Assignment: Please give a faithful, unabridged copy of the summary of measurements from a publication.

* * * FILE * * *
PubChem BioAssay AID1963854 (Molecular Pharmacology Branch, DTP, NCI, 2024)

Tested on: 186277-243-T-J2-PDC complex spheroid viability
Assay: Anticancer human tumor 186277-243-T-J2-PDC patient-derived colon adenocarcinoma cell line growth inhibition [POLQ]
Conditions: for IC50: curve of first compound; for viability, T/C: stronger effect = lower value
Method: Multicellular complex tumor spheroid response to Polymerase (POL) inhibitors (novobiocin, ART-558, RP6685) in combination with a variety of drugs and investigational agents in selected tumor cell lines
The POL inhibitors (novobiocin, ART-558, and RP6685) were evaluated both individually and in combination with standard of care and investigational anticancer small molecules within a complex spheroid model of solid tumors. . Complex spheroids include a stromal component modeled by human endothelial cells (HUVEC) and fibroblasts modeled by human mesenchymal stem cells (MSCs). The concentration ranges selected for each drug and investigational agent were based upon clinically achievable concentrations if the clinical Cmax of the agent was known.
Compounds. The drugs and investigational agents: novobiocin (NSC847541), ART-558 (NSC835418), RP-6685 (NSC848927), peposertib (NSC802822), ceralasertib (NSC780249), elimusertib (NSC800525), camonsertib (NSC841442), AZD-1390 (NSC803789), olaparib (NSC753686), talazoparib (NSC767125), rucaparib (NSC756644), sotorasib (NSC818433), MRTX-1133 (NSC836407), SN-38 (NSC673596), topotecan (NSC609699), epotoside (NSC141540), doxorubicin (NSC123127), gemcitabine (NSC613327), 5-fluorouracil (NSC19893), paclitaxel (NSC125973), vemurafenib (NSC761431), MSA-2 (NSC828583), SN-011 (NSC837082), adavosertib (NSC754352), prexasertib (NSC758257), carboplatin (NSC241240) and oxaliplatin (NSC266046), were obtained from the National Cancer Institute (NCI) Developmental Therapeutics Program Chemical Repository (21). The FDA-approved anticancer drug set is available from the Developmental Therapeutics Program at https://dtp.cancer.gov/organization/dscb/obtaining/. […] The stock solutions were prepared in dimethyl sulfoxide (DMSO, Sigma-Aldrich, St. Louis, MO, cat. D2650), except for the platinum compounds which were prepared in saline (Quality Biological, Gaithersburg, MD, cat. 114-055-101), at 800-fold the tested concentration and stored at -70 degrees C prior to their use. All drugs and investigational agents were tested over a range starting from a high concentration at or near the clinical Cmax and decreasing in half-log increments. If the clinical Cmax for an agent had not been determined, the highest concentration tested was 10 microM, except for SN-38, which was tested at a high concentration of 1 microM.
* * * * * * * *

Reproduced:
PubChem BioAssay AID1963854 (Molecular Pharmacology Branch, DTP, NCI, 2024)

Tested on: 186277-243-T-J2-PDC complex spheroid viability
Assay: Anticancer human tumor 186277-243-T-J2-PDC patient-derived colon adenocarcinoma cell line growth inhibition [POLQ]
Conditions: for IC50: curve of first compound; for viability, T/C: stronger effect = lower value
Method: Multicellular complex tumor spheroid response to Polymerase (POL) inhibitors (novobiocin, ART-558, RP6685) in combination with a variety of drugs and investigational agents in selected tumor cell lines
The POL inhibitors (novobiocin, ART-558, and RP6685) were evaluated both individually and in combination with standard of care and investigational anticancer small molecules within a complex spheroid model of solid tumors. . Complex spheroids include a stromal component modeled by human endothelial cells (HUVEC) and fibroblasts modeled by human mesenchymal stem cells (MSCs). The concentration ranges selected for each drug and investigational agent were based upon clinically achievable concentrations if the clinical Cmax of the agent was known.
Compounds. The drugs and investigational agents: novobiocin (NSC847541), ART-558 (NSC835418), RP-6685 (NSC848927), peposertib (NSC802822), ceralasertib (NSC780249), elimusertib (NSC800525), camonsertib (NSC841442), AZD-1390 (NSC803789), olaparib (NSC753686), talazoparib (NSC767125), rucaparib (NSC756644), sotorasib (NSC818433), MRTX-1133 (NSC836407), SN-38 (NSC673596), topotecan (NSC609699), epotoside (NSC141540), doxorubicin (NSC123127), gemcitabine (NSC613327), 5-fluorouracil (NSC19893), paclitaxel (NSC125973), vemurafenib (NSC761431), MSA-2 (NSC828583), SN-011 (NSC837082), adavosertib (NSC754352), prexasertib (NSC758257), carboplatin (NSC241240) and oxaliplatin (NSC266046), were obtained from the National Cancer Institute (NCI) Developmental Therapeutics Program Chemical Repository (21). The FDA-approved anticancer drug set is available from the Developmental Therapeutics Program at https://dtp.cancer.gov/organization/dscb/obtaining/. […] The stock solutions were prepared in dimethyl sulfoxide (DMSO, Sigma-Aldrich, St. Louis, MO, cat. D2650), except for the platinum compounds which were prepared in saline (Quality Biological, Gaithersburg, MD, cat. 114-055-101), at 800-fold the tested concentration and stored at -70 degrees C prior to their use. All drugs and investigational agents were tested over a range starting from a high concentration at or near the clinical Cmax and decreasing in half-log increments. If the clinical Cmax for an agent had not been determined, the highest concentration tested was 10 microM, except for SN-38, which was tested at a high concentration of 1 microM.